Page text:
The number of construction permits fell 7.1 percent in North Carolina during the first nine months of 1990 compared with the same period in 1989, State Labor Commissioner John L. Brooks said.
Total permits issued totaled 28,130, down from 29,999 the year before.The value of the projects fell 6.2 percent, from $1.84 billion to $1.71 billion this year.
Single-family home permits in the state fell 3.2 percent to 1,640 units. Total value fell 1.6 percent to $521.1 million.
The average construction cost of a single-family home in North Carolina was $78,485 during the first nine months of 1990, up 1.6 percent compared to 1989.
Total non-residential construction permits rose 0.07 percent, from 10,440 projects in 1989 to 10,512 in 1990. But total value fell 6.1 percent to $1.03 billion.
Stock prices declined slightly Friday, turning downward near the close of the quietest session in nearly four years.
The paucity of business, which was typical of a post-Thanksgiving session on Wall Street, also stemmed from an unspecified power problem at the New York Stock Exchange that prompted a trading halt of more than an hour and a half.
The Dow Jones average of 30 industrials dropped 12.13 to 2,527.23, finishing the week with a net loss of 23.02 points.
Declining issues outnumbered advances by a narrow margin in nationwide trading of New York Stock Exchange-listed stocks, with 650 up, 680 down and 559 unchanged.
Volume on the floor of the Big Board came to 63.35 million shares, down from 140.66 million Wednesday and the lightest total since a 48.86 million-share day Dec. 26, 1986.
Stord Inc. of Greensboro has been awarded two contracts worth more than $3.6 million to supply waste water treatment equipment to two major U.S. cities.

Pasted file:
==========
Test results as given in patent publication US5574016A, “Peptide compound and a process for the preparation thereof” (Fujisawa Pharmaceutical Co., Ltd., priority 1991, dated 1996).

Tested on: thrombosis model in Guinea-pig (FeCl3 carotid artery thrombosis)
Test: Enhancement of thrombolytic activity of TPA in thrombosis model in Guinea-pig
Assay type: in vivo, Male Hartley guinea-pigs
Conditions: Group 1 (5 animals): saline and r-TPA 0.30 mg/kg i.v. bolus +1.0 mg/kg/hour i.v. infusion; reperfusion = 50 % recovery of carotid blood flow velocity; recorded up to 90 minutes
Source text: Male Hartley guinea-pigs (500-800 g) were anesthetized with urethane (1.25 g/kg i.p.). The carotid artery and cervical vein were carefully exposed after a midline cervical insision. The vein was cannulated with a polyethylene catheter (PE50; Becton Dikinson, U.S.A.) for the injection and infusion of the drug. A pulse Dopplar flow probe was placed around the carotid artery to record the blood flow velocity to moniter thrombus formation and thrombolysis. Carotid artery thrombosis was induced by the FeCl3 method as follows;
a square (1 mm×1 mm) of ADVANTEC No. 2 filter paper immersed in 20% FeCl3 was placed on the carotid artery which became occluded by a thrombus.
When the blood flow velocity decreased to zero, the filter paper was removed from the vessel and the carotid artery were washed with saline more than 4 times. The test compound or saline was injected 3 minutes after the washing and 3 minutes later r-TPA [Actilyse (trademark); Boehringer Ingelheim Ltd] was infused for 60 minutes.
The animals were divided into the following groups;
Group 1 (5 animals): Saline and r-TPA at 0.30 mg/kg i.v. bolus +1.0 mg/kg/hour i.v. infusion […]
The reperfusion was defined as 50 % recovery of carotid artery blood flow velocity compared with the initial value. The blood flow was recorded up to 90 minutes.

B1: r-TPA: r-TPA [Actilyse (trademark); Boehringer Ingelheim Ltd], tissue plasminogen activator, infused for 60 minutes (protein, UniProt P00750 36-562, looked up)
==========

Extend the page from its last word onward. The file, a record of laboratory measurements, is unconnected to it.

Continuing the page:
Stord will furnish equipment that thermally removes water from sludge to prepare the sludge for incineration. The contracts are with the waste water treatment departments in Buffalo, N.Y., and Los Angeles. The Buffalo contract is valued at about $100,000, and the Los Angeles contract is worth $3.5 million.
Blue Ridge Enterprises of Mount Airy has been awarded a $1.5 million contract for The Oaks, a residential assisted-care facility for older adults in Burlington. The project is being developed by Snyder Hunt Corp., a real estate development and management company in Blacksburg, Va.
The state attorney general's office has sued an Arizona long-distance company for violating North Carolina's law against pyramid schemes.
In a suit filed last week, the consumer protection division of the attorney general's office said NCN Communications of Gilbert, Ariz., owes $200,000 in refunds to North Carolina residents it employed.
NCN had enlisted more than 1,000 North Carolinians to market its long-distance phone service, according to David Kirkman, assistant attorney general.
The suit says the company broke its contract with its marketers and engaged in unfair and deceptive trade practices.
The union representing Carolina Telephone employees has started running advertisements criticizing the company's use of outside contractors.
The radio and newspaper ads by the Communications Workers of America say Carolina Telephone, based in Tarboro, should provide jobs for its own workers instead of outside contractors.
The ads appear as Carolina Telephone and the union try to work out details of a new contract affecting 1,492 workers. The current contract expires Thursday.
Philips Display Components Co. has postponed plans for a $116 million picture tube plant in Saline, Mich., blaming a sluggish U.S. economy.
A statement Wednesday from the Dutch company's North American operations office in Ann Arbor said the plant ``has been put on hold' because of deteriorating economic conditions in the United States.
Philips recently announced from Eindhoven, the Netherlands, that it had lost $1.3 billion in the third quarter and would lay off up to 45,000 of its 285,700 employees worldwide.
The company had planned to build the picture tube plant on 117 acres and employ up to 400 people.
Research Triangle Institute had record revenues of $100.2 million in the fiscal year that ended Sept. 30, officials said Tuesday.
The amount represented a 13.5 percent increase over the previous fiscal year, according to RTI, a non-profit contract research organization with headquarters in Research Triangle Park.
Theodora K. Watts is the new assistant district director of the Internal Revenue Service for North Carolina. Watts will be responsible for federal tax matters in the state. Before moving to North Carolina, Watts was executive assistant to the district director in Boston.